- Video Games
- About Us
Pixar has done it yet again. Another masterpiece is upon us and the result is as mesmerizing and moving as anything the creative minds at the studio has gifted to the world. It deserves a spot among the best films of this year.
Centered around Dia de Los Muertos (Day of the Dead), where every year families recognize their deceased loved ones who come to visit, the film manages to bring something fresh to the table with seeming ease. You may think you’ve already seen this film in the form of another film that deals with the Day of the Dead. If that keeps you away from this film, that would be unfortunate because this offering is quite different from what you might think.
12-year old Miguel (Anthony Gonzalez) comes from a big family of shoemakers. The logical step in his life path would be to follow suit and go into the family business. Yet, Miguel has the heart of a musician. Making shoes couldn’t be further away from his dreams. In a family that outright forbids music in all its forms, in the name of protection, Miguel isn’t allotted the space to express himself in the way he feels he needs to.
Wrapped up in being like his hero, Ernesto de la Cruz (Benjamin Bratt), suave and seductive singer/musician/actor from a golden age ala Elvis Presley, Miguel finds himself living by the code of seizing the moment. When a talent show in Miguel’s village presents itself, he is determined to show everyone that he can do more than make shoes. Soon he unexpectedly ends up in the Land of the Dead. Miguel will have to use his wits as well as rely on some new friends in order to avoid being stuck there.
What’s not to enjoy about this film? The acting is fantastic, especially from young Gonzalez in the role of Miguel; the visuals are almost unremarkably great, which is to say that you almost take for granted the beauty in the visuals because Pixar has spoiled us so and the music is quite affecting. The film is also super sensitive to the culture depicted in the best way possible. It is refreshing to see a film like this that respects culture as opposed to presenting culture through a stereotypical lens. It also doesn’t hurt to have actors of Latin background populating the proceedings.
For a film that is essentially about such a tough and weighty subject as death, there is a good helping of levity to be found. Unsurprising in a family picture for sure, but perhaps what is surprising is how the levity comes in. For instance, a joke tossed in about someone choking on food on its own isn’t very funny. It could be viewed as being in bad taste, but a group of dead people teasing another dead person about a silly way that person died, is relatable and opens the proceedings up for laughter.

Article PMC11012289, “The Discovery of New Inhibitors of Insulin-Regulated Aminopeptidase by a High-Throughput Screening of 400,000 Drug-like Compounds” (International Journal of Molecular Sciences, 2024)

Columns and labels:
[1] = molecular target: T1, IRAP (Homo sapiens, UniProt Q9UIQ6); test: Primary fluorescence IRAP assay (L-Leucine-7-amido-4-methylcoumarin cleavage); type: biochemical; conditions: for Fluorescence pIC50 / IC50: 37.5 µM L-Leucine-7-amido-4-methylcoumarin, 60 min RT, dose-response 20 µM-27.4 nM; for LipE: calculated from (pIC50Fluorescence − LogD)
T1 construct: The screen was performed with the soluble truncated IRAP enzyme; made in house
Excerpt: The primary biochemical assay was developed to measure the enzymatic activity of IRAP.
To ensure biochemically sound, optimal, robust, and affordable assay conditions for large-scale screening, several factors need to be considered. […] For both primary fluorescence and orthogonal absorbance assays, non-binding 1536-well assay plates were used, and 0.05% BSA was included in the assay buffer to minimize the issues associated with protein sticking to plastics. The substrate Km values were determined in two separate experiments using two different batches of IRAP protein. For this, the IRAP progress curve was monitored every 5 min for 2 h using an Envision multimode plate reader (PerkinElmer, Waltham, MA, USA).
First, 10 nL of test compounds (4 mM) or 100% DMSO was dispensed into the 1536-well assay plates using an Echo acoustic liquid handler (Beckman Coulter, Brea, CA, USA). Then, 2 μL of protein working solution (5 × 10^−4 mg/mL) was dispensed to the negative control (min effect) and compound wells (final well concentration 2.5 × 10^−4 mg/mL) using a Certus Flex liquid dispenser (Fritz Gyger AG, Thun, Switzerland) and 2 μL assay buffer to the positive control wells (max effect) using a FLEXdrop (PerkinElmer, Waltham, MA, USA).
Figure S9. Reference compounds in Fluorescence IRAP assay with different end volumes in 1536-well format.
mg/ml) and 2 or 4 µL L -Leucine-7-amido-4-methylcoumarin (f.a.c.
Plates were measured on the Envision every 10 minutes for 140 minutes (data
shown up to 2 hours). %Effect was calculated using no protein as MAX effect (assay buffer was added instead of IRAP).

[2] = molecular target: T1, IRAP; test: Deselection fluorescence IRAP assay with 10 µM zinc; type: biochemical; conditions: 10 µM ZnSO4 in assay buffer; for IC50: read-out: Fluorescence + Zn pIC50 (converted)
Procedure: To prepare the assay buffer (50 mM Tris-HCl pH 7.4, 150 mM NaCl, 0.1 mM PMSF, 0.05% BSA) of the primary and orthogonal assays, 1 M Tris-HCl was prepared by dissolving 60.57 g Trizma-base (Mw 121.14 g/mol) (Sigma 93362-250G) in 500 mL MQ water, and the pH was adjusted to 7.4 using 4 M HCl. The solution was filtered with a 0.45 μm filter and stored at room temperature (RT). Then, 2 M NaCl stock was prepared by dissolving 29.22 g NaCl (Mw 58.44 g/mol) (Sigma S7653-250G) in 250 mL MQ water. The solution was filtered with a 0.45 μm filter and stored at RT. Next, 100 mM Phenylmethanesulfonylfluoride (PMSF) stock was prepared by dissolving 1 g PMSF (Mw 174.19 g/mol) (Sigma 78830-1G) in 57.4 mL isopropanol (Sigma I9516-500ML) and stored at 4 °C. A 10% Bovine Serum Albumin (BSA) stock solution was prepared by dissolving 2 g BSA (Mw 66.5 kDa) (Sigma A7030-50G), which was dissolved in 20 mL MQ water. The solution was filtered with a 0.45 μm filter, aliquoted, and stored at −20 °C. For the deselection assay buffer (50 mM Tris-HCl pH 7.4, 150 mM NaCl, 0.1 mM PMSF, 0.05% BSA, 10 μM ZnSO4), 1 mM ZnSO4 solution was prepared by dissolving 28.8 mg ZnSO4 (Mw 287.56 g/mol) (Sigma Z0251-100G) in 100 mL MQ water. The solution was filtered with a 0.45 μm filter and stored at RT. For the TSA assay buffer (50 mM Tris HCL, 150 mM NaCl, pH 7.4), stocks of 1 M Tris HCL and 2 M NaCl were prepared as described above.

The film also gets dark at times displaying very real, very human emotions and behaviors, which adds a great deal of richness. Along those lines, it would have been nice if there were more bits of backstory added in for one of the films most interesting characters, de la Cruz. Who was his family? Who did he come to visit from the other side, if at all? What shaped his belief that the world was his family? What was he like in life outside of his stardom? What kind of person was he? What made him make certain decisions? Why was he so driven to “seize the moment”? For everything Coco does well, the film fails to give us more beyond a single moment of human weakness. We don’t see any of the childhood trauma or turmoil that could have affected de la Cruz, nor is any of that suggested, Alternatively, we don’t see any of the positive aspects of his background.
The only outright dig to Coco is the (rather long) short that preceded it, Olaf’s Frozen Adventure. While it is a beautifully animated film like the parent picture it is spun from, it tonally or culturally doesn’t feel as appropriate a lead into Coco. It is understandable that in order to possibly lure white audiences to a film about Mexican characters and culture, you would add a lily-white short. However, take another culturally sensitive animated film like Moana and think back to the short that preceded that, Inner Workings. It was an original piece that dealt with the inner workings and thoughts of the body and spirit. That short didn’t feel nearly as tonally out of touch (or as long) as Olaf’s Frozen Adventure does for Coco. It’s a strong case to revisit the world and characters of Frozen, but it might have been best to keep it a separate affair. Coco is amazing though.